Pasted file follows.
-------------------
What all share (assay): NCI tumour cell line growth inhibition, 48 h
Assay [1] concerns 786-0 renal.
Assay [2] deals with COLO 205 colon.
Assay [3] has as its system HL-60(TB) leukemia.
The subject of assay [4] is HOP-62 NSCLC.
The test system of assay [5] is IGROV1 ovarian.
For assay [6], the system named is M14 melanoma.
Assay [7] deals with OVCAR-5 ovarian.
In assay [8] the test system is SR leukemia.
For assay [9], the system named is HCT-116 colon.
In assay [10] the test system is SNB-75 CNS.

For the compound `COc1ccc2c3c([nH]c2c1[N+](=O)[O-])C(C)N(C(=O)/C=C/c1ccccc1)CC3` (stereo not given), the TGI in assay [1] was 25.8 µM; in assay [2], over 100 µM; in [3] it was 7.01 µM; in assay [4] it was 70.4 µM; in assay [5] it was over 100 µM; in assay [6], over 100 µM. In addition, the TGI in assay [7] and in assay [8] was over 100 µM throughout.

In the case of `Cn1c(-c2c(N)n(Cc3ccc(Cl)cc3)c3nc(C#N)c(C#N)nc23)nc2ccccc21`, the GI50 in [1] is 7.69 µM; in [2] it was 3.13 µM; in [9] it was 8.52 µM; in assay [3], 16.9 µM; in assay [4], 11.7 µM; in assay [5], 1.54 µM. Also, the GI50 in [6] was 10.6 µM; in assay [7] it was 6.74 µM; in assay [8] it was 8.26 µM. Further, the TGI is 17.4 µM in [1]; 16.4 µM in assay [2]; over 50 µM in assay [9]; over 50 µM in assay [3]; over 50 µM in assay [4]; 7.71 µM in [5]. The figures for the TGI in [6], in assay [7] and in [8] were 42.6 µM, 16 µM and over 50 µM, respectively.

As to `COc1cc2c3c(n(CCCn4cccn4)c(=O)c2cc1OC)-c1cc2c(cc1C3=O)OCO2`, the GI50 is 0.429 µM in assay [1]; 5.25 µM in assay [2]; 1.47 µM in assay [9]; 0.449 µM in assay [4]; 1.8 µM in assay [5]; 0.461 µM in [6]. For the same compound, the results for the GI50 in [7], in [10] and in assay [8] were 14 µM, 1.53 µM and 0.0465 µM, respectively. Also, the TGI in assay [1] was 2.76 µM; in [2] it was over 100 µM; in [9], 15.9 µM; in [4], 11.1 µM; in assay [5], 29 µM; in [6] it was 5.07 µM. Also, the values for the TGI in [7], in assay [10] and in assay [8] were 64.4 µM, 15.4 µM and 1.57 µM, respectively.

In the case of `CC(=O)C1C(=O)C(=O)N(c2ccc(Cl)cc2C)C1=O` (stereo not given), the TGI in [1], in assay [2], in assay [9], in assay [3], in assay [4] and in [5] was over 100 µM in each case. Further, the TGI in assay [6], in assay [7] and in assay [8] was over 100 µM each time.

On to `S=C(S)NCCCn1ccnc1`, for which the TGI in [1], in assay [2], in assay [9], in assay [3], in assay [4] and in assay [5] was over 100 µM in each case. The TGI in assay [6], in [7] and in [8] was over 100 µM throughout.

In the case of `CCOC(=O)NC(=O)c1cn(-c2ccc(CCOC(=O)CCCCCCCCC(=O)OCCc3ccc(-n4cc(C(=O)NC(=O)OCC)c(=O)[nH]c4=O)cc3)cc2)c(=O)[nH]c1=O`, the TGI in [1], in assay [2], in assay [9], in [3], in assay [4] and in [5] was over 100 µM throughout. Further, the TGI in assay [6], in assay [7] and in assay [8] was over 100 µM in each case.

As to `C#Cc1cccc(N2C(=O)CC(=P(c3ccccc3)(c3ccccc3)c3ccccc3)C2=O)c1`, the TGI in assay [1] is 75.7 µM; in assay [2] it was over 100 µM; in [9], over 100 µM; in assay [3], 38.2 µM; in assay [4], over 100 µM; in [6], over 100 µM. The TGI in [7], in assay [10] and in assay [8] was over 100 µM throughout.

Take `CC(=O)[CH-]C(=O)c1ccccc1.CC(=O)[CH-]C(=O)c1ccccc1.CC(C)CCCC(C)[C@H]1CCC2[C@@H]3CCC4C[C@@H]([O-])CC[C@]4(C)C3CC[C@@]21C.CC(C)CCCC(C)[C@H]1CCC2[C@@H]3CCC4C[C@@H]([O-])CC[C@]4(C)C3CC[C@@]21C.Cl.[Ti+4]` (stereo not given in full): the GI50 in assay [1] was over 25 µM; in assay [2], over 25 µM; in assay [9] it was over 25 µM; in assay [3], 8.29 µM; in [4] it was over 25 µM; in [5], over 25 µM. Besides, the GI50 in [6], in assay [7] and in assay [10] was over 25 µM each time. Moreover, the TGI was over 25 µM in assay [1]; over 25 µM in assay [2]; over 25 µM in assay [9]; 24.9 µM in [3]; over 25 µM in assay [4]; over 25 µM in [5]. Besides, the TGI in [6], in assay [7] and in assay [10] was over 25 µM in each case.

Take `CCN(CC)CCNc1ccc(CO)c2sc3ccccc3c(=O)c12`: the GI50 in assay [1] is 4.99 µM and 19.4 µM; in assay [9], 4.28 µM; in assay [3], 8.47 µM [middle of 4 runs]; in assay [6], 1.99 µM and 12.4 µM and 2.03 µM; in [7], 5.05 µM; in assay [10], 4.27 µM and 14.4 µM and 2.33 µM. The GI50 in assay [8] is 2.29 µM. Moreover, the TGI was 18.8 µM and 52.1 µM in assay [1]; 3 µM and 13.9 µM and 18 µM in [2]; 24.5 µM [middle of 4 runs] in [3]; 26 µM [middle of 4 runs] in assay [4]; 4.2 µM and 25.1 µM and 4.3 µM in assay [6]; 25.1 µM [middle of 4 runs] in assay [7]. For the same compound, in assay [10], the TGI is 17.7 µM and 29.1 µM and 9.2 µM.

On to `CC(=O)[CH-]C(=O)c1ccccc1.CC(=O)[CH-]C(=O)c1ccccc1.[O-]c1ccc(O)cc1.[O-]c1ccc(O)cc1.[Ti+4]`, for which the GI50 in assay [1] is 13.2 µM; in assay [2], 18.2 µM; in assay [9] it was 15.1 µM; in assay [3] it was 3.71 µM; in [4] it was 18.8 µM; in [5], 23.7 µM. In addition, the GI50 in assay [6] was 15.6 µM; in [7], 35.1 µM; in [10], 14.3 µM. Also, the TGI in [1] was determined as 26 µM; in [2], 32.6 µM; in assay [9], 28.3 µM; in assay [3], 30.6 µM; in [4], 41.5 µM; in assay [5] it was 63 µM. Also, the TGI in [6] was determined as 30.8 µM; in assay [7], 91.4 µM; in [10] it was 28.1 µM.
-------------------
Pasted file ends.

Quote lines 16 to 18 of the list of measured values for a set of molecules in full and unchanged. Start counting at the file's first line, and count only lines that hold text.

On to `S=C(S)NCCCn1ccnc1`, for which the TGI in [1], in assay [2], in assay [9], in assay [3], in assay [4] and in assay [5] was over 100 µM in each case. The TGI in assay [6], in [7] and in [8] was over 100 µM throughout.

In the case of `CCOC(=O)NC(=O)c1cn(-c2ccc(CCOC(=O)CCCCCCCCC(=O)OCCc3ccc(-n4cc(C(=O)NC(=O)OCC)c(=O)[nH]c4=O)cc3)cc2)c(=O)[nH]c1=O`, the TGI in [1], in assay [2], in assay [9], in [3], in assay [4] and in [5] was over 100 µM throughout. Further, the TGI in assay [6], in assay [7] and in assay [8] was over 100 µM in each case.

As to `C#Cc1cccc(N2C(=O)CC(=P(c3ccccc3)(c3ccccc3)c3ccccc3)C2=O)c1`, the TGI in assay [1] is 75.7 µM; in assay [2] it was over 100 µM; in [9], over 100 µM; in assay [3], 38.2 µM; in assay [4], over 100 µM; in [6], over 100 µM. The TGI in [7], in assay [10] and in assay [8] was over 100 µM throughout.